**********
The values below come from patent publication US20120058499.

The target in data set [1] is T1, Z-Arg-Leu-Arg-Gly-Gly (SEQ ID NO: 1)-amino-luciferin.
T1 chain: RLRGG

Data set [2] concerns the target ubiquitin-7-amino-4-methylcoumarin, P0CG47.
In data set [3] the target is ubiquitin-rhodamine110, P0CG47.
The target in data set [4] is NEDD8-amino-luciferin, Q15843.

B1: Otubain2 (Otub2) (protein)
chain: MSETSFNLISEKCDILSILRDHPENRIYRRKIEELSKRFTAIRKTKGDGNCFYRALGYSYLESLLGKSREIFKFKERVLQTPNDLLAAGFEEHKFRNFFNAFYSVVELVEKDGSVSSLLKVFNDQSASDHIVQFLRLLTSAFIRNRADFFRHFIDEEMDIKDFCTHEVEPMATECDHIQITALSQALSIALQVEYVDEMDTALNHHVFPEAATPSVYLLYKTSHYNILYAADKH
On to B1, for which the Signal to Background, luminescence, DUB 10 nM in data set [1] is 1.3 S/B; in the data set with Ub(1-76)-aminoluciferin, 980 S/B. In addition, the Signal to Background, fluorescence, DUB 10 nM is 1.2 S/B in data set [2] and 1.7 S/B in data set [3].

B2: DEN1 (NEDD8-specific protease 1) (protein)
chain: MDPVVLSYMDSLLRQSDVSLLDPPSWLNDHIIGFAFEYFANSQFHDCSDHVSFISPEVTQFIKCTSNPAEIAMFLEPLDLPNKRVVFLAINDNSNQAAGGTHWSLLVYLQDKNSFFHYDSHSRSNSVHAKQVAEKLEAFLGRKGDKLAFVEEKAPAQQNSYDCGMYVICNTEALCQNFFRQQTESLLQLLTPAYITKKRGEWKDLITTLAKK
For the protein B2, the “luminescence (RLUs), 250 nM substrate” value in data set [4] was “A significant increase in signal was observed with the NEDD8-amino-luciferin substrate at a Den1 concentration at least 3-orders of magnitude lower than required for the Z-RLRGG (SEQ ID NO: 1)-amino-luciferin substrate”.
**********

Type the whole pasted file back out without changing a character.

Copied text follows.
The values below come from patent publication US20120058499.

The target in data set [1] is T1, Z-Arg-Leu-Arg-Gly-Gly (SEQ ID NO: 1)-amino-luciferin.
T1 chain: RLRGG

Data set [2] concerns the target ubiquitin-7-amino-4-methylcoumarin, P0CG47.
In data set [3] the target is ubiquitin-rhodamine110, P0CG47.
The target in data set [4] is NEDD8-amino-luciferin, Q15843.

B1: Otubain2 (Otub2) (protein)
chain: MSETSFNLISEKCDILSILRDHPENRIYRRKIEELSKRFTAIRKTKGDGNCFYRALGYSYLESLLGKSREIFKFKERVLQTPNDLLAAGFEEHKFRNFFNAFYSVVELVEKDGSVSSLLKVFNDQSASDHIVQFLRLLTSAFIRNRADFFRHFIDEEMDIKDFCTHEVEPMATECDHIQITALSQALSIALQVEYVDEMDTALNHHVFPEAATPSVYLLYKTSHYNILYAADKH
On to B1, for which the Signal to Background, luminescence, DUB 10 nM in data set [1] is 1.3 S/B; in the data set with Ub(1-76)-aminoluciferin, 980 S/B. In addition, the Signal to Background, fluorescence, DUB 10 nM is 1.2 S/B in data set [2] and 1.7 S/B in data set [3].

B2: DEN1 (NEDD8-specific protease 1) (protein)
chain: MDPVVLSYMDSLLRQSDVSLLDPPSWLNDHIIGFAFEYFANSQFHDCSDHVSFISPEVTQFIKCTSNPAEIAMFLEPLDLPNKRVVFLAINDNSNQAAGGTHWSLLVYLQDKNSFFHYDSHSRSNSVHAKQVAEKLEAFLGRKGDKLAFVEEKAPAQQNSYDCGMYVICNTEALCQNFFRQQTESLLQLLTPAYITKKRGEWKDLITTLAKK
For the protein B2, the “luminescence (RLUs), 250 nM substrate” value in data set [4] was “A significant increase in signal was observed with the NEDD8-amino-luciferin substrate at a Den1 concentration at least 3-orders of magnitude lower than required for the Z-RLRGG (SEQ ID NO: 1)-amino-luciferin substrate”.